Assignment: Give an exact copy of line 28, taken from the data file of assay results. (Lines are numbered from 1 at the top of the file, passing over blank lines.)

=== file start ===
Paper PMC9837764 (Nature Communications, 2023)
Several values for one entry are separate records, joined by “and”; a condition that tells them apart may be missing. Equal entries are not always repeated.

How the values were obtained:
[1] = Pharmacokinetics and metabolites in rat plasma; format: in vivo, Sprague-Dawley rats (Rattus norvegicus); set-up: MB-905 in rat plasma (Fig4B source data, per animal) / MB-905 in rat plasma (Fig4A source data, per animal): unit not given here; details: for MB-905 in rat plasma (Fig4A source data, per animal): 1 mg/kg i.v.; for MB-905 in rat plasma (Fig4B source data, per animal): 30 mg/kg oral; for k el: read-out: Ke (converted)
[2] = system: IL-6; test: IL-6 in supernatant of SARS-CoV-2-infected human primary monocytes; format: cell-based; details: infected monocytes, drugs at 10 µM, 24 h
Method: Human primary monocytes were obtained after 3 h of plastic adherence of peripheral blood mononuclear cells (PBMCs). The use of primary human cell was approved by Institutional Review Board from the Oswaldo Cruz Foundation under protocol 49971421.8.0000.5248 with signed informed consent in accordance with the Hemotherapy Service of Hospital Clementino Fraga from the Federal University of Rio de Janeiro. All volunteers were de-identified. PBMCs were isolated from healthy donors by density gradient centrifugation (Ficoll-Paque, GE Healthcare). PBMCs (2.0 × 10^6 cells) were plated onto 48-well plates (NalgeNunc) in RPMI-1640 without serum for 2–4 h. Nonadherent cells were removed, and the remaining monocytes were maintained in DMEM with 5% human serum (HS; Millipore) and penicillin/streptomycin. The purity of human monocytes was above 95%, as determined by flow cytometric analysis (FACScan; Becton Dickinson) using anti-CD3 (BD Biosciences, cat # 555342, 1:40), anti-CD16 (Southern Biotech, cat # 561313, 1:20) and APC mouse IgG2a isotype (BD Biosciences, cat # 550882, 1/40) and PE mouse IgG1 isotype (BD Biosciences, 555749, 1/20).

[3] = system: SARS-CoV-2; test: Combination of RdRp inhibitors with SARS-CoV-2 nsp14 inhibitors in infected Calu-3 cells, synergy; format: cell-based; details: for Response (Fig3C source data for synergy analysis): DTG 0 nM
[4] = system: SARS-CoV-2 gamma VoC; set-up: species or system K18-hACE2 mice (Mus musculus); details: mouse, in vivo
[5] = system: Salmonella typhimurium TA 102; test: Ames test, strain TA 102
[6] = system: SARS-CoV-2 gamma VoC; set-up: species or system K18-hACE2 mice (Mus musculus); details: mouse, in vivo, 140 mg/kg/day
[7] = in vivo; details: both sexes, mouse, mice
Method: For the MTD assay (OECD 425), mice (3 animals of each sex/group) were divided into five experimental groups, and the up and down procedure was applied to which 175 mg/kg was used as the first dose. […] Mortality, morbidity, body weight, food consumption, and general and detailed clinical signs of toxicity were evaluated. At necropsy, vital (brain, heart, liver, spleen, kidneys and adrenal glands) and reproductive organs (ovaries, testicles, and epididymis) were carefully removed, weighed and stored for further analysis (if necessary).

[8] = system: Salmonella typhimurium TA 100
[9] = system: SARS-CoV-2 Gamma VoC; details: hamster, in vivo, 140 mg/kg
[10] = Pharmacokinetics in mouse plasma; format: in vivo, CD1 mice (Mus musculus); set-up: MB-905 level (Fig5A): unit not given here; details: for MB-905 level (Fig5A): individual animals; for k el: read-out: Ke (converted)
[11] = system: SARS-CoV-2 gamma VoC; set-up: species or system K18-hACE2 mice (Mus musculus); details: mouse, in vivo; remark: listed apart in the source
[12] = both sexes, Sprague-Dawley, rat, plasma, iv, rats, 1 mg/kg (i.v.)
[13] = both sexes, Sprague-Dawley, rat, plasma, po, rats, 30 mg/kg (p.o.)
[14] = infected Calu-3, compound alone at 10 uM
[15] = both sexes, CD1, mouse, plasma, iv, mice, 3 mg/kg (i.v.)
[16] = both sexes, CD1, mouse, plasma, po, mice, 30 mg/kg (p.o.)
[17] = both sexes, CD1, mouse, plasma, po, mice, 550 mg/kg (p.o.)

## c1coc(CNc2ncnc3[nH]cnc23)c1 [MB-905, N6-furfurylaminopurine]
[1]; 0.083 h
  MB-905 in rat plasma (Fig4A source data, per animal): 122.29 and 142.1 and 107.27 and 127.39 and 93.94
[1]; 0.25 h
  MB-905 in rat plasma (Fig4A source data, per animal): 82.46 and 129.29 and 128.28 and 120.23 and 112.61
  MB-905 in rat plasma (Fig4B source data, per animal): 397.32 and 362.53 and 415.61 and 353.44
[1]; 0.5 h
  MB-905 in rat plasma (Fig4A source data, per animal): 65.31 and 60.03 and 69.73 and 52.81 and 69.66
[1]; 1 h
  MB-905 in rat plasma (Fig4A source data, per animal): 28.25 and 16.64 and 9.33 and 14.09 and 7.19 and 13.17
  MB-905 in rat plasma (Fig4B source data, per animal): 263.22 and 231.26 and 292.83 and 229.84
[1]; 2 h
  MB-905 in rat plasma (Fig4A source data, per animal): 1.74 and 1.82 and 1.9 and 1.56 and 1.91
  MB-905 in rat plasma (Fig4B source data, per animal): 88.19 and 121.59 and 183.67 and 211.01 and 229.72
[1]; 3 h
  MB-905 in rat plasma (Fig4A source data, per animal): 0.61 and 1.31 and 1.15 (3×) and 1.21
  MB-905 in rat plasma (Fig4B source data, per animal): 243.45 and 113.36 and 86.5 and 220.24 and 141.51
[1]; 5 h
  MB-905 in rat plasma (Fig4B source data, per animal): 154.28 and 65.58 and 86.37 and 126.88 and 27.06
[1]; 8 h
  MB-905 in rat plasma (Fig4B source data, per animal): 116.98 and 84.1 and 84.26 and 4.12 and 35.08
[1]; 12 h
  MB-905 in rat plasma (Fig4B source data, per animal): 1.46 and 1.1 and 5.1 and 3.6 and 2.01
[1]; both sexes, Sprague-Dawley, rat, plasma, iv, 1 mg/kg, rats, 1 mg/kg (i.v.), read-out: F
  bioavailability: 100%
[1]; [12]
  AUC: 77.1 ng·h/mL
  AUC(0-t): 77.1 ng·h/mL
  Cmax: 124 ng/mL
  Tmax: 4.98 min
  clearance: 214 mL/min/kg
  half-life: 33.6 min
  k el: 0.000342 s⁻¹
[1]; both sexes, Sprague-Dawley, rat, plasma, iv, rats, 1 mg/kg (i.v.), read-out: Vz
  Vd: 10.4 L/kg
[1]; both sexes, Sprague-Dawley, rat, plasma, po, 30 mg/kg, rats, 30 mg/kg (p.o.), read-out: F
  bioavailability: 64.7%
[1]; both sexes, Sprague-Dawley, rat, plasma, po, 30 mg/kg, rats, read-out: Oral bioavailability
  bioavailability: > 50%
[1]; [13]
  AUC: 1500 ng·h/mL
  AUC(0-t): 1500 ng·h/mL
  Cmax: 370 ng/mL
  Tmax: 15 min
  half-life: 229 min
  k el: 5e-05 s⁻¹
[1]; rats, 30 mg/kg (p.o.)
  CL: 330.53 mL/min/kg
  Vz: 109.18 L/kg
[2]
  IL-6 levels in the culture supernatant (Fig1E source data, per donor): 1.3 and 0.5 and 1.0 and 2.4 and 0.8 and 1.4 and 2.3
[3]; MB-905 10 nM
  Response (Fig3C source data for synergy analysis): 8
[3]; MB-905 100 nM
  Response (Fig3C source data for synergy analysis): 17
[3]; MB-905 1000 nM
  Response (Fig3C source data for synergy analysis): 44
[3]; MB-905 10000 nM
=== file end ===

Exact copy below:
  MB-905 in rat plasma (Fig4B source data, per animal): 397.32 and 362.53 and 415.61 and 353.44